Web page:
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WHO mission in town to take stock of problems
- Tuesday, September 11, 2012 - From Print Edition




The initial euphoria marking devolution has receded, clearing the way for an analysis of the losses and gains accruing from a decision that was generally hailed in the interest of provincial autonomy.


One year on, it has become evident that the devolution of the Ministry of Health has fragmented health. What did devolution do to health? To begin with, it made Pakistan the only federal country in the world without a federal health institution. Despite its many weaknesses, the pre-18th Amendment Ministry of Health played an important role in numerous areas that should have been retained at the federal level, as practiced in most federating countries. Rather than establishing a re-cast federal structure for health to serve key national functions, all departments that were previously functioning under the umbrella of the Ministry of Health are now lying helter skelter under various ministries, divisions and departments.


The task of national planning and coordination (with provinces and international development partners) has been assigned to the Planning and Development Division. The Economic Affairs Division is handling dealings and agreements with other countries and international organizations in the fields of health, drug, and medical facilities abroad, as well as scholarships and training courses in health from international agencies such as WHO and Unicef.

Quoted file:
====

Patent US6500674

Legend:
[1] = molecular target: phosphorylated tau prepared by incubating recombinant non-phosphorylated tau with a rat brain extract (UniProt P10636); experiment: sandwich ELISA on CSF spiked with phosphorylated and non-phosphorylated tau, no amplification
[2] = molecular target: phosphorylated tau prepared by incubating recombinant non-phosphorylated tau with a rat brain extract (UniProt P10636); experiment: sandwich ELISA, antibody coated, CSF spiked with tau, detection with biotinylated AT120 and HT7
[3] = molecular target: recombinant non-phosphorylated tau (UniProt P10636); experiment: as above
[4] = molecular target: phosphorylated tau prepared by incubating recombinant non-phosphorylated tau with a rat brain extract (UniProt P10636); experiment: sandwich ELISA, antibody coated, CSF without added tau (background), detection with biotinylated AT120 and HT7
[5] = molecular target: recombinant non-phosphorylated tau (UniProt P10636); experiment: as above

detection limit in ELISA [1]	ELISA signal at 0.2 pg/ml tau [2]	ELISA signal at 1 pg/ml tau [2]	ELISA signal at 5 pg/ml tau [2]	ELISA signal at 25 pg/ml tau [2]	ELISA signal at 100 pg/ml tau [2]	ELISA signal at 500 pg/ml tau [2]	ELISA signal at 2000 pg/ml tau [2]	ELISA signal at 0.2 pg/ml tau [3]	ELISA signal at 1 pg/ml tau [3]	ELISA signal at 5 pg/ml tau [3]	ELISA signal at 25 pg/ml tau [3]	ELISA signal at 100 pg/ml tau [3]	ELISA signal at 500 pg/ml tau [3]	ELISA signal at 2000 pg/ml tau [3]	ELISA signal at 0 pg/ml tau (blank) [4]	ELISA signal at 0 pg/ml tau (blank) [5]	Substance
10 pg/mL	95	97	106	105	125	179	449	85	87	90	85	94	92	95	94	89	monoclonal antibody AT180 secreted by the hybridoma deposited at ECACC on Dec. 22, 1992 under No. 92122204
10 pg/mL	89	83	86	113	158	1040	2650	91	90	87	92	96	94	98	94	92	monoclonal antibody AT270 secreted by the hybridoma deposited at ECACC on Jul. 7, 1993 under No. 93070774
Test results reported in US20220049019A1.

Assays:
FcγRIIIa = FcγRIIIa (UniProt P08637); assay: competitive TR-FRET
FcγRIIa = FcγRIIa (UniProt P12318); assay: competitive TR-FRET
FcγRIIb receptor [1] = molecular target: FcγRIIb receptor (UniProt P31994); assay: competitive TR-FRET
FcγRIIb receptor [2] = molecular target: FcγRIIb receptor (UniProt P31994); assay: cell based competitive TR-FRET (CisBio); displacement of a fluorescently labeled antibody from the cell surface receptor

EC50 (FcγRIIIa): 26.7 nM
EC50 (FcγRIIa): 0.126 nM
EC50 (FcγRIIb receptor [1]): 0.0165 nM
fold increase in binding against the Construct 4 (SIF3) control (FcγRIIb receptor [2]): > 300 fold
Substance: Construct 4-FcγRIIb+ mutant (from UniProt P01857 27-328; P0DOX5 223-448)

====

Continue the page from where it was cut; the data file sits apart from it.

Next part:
Responsibilities related to international aspects of medical facilities and public health; international health regulations; port health; and health and medical facilities abroad have been assigned to the National Regulations and Services Division, which is also handling national associations in medical and allied fields such as the Red Crescent Society and TB Association. Institutions such as Pakistan Medical and Dental Council, Pakistan Nursing Council, College of Physicians and Surgeons, National Council for Tibb, Pharmacy Council of Pakistan, Drug Regulatory Agency of Pakistan, and Directorate of Central Health Establishment-Karachi have all been placed under the National Regulations and Services Division.


Similarly, the Directorate of Malaria Control has been placed under the Inter-Provincial Coordination Division while the National Health Information Resource Centre has been merged with the National Institute of Health and the Tobacco Control Cell with the Health Services Academy. Vital health statistics has been placed under the Federal Bureau of Statistics.


While some medical institutions have been devolved, the Cabinet Division has assumed administrative control of others. Medical and health services for federal government employees, as well as the administrative control of some of national institutes, have been placed under the Capital Administration and Development Division. The States and Frontier Region Division has been tasked with coordinating medical arrangements and health delivery systems for Afghan refugees.


Other health domains that have been devolved include several vertical health programmes, lunacy and mental deficiency, and prevention of the extension from one province to another, of infectious and contagious diseases. Legislation pertaining to drugs and medicines are a joint responsibility of the drug regulatory agency and the National Regulations and Services Division. Moving on to medical, nursing, dental, pharmaceutical, paramedical and allied subjects, education norms have been devolved except to the extent of federal areas. However, educational facilities for backward areas and for foreign nationals, with some exceptions fall under the IPC Division.